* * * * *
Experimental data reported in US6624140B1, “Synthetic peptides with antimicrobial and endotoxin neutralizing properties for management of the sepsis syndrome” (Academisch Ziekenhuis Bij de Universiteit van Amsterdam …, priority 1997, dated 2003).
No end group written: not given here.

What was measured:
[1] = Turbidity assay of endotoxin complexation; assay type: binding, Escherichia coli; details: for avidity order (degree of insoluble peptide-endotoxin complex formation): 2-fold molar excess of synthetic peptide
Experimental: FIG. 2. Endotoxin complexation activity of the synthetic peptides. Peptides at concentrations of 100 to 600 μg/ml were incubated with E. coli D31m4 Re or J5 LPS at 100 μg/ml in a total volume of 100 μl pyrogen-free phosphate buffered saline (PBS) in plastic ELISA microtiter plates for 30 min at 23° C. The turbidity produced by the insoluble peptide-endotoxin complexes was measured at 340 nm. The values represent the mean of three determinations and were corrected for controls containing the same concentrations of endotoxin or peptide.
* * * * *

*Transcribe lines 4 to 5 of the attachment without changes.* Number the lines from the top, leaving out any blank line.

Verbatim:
[1] = Turbidity assay of endotoxin complexation; assay type: binding, Escherichia coli; details: for avidity order (degree of insoluble peptide-endotoxin complex formation): 2-fold molar excess of synthetic peptide
Experimental: FIG. 2. Endotoxin complexation activity of the synthetic peptides. Peptides at concentrations of 100 to 600 μg/ml were incubated with E. coli D31m4 Re or J5 LPS at 100 μg/ml in a total volume of 100 μl pyrogen-free phosphate buffered saline (PBS) in plastic ELISA microtiter plates for 30 min at 23° C. The turbidity produced by the insoluble peptide-endotoxin complexes was measured at 340 nm. The values represent the mean of three determinations and were corrected for controls containing the same concentrations of endotoxin or peptide.